The novel theory is based on ideas retained from Irreversible Quantum Mechanics, a novel formulation of quantum mechanics based on the so-called Rigged Hilbert Space that include explonential decaying wavefuctions.
The theory describes the shock and wave-breaking scenario beyond the limits of the usual hydrodynamic approach, and allows to derive closed forms for the degree of irreversibility. This approach also introduces the "nonlinear Gamow Vectors," a novel kind of nonlinear waves with many possible applications in nonlinear physics.
Three-dimensional rogue waves by random media go through obstacles
The thinnest beam ever! In Nature Photonics
In a paper published in Nature Photonics, E. Del Re, F. Di Mei, J. Parravicini, G. Parravicini, A. J. Agranat, and C. Conti report on the observation of a sub-wavelength spatial solitons propagating in a nano-disordered ferroelectric.
The beam has transverse size of the order of 200nm with wavelength 632nm, and turns out to be the thinnest beam ever observed with a variety of applications!
Relativistic analogue in non-paraxial shock waves
Shock generation and wave-breaking are effects largely investigated in nonlinear optics. They are always occurring in extreme regimes with a variety of fundamental physical implications, and a number of applications, ranging from particle and material manipulation, to supercontinuum and X-ray generation.
In nonlinear optics, one studies shocks in space and time. Concerning the spatial case, shock waves are observed as highly irregular wave-fronts that originate upon the propagation of a smooth Gaussian beam in a strongly nonlinear medium like, for example, a thermal liquid.
So far, the analysis of spatial shock waves has been limited by the paraxial approximation. The validity of this approximation, however, is questioned by the large spatial bandwidth that is observed at the shock formation.
In a manuscript published in Optics Communications (arXiv:1412.8602) Silvia Gentilini, Eugenio Del Re and Claudio Conti study theoretically and computationally the effects of the non-paraxial regime on the shocks. The result is a predicted correction to the maximal spatial bandwidth after the shock generation, which is within experimentally measurable values, and which is also relevant for temporal shock waves.
The analysis is fascinating, as it shows that non-paraxial terms can be mapped to the relativistic corrections that occur when one considers the propagation of particles with velocity comparable with the speed of light. In other words, the mathematical treatment of the non-paraxial shock is analogue to the treatment of the relativistic particle motion. The trajectories of the particles corresponds to the so-called characteristic lines.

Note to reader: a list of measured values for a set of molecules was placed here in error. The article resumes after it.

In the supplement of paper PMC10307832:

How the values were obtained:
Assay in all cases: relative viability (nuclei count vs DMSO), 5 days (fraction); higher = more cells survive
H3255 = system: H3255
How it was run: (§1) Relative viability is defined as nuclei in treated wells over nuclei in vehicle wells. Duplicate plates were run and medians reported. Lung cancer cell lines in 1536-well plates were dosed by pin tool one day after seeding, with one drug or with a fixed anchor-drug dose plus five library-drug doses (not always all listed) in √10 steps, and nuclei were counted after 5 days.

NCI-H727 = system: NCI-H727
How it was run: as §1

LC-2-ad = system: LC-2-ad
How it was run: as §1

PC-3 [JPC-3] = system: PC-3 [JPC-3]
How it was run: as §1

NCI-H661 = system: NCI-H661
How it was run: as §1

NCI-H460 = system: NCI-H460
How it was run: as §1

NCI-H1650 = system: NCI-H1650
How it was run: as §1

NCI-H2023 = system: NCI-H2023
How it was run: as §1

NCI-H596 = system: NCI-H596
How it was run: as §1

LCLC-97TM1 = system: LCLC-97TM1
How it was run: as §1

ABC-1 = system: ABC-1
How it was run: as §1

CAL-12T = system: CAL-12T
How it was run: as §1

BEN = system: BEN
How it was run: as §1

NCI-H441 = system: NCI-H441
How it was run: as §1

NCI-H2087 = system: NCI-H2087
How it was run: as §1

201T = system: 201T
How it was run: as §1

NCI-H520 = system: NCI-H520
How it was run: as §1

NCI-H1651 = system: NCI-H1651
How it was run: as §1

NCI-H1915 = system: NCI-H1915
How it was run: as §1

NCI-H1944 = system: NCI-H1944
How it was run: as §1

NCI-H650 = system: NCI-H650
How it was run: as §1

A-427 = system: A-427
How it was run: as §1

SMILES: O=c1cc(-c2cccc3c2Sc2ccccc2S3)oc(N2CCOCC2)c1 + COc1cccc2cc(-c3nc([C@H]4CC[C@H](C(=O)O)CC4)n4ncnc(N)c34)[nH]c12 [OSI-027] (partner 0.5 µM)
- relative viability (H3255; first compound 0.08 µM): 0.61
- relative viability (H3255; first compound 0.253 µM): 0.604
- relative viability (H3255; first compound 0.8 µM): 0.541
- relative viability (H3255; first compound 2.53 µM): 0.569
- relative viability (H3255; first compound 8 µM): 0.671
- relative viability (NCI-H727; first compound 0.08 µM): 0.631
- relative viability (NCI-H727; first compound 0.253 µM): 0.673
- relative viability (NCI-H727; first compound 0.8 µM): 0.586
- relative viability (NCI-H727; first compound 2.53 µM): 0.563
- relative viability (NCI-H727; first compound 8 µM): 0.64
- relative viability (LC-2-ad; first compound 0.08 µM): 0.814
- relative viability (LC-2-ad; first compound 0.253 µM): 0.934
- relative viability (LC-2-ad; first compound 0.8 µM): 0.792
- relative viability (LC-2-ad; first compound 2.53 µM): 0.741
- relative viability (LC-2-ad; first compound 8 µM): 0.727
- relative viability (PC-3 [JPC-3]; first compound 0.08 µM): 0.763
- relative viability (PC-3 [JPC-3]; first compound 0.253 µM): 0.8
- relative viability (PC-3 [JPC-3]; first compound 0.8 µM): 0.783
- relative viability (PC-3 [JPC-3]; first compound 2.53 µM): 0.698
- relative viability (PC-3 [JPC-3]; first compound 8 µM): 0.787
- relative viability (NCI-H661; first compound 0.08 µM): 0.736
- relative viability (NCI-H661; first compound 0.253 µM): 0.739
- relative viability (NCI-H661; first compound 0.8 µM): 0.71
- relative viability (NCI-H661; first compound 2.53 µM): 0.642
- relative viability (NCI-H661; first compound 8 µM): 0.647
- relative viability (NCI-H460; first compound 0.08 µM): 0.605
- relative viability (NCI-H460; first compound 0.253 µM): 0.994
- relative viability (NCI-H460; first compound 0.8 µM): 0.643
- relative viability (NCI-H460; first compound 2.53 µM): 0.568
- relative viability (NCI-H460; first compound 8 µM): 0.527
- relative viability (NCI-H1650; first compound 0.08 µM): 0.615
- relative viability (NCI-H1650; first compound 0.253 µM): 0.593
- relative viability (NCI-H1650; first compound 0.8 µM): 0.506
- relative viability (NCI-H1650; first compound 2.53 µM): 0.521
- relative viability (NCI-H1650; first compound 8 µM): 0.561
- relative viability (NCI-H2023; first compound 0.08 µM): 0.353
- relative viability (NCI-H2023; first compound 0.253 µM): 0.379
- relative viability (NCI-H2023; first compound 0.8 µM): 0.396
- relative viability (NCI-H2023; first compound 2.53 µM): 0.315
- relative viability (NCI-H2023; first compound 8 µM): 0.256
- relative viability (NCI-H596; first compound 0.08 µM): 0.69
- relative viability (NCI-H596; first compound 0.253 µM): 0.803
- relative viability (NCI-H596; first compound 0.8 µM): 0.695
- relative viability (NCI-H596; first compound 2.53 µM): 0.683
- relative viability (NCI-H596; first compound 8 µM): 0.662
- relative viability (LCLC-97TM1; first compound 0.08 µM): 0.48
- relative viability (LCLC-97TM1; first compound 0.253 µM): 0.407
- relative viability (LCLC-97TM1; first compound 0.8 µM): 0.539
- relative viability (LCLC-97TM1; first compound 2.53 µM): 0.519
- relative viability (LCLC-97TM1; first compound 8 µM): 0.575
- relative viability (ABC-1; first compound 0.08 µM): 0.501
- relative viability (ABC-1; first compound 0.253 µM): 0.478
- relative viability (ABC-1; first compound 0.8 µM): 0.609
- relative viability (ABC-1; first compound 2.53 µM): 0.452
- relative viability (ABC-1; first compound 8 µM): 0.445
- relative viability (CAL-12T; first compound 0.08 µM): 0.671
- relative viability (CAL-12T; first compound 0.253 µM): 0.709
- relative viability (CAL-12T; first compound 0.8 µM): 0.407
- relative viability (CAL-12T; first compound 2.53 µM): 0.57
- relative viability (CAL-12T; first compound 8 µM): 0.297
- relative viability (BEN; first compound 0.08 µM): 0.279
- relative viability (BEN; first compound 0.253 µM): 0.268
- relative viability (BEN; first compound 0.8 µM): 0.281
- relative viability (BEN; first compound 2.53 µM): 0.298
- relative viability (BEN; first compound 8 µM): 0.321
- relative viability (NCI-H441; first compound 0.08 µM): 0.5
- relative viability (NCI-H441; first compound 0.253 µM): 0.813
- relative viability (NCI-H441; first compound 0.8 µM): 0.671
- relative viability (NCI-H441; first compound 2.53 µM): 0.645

This problem is also relevant for mathematical investigations concerning wave-breaking in high-order nonlinear partial differential equations.
The picture below shows an example of the calculation of the relativistic shock wave front.
Optomechanics of random media: towards Photonic Robots
The Brownian motion of photons in a random medium induces a Brownian motion of the medium.
Anderson localization of light enhances the optomechanical interaction.
These effects are considered in a manuscript, by Silvia Gentilini and Claudio Conti, based on massively parallel numerical solutions of the Maxwell equations for random media. The goal is designing micron-sized structured devices that are activated by light and perform a prescribed motion. Understanding the role of light scattering is pivotal in the realization of "Photonic Robots."
Now published in Phys. Rev. A
Light Focusing and the Anderson localization in Nature Communications
Marco Leonetti, Salman Karbasi, Arash Mafi and Claudio Conti report numerical and experimental evidence of the fact that two dimensional Anderson localization in disordered fibers enhances light focusing properties. The results have been published in Nature Communications (arXiv:1407.8062)
The picture below shows the adaptive focusing in a disordered fiber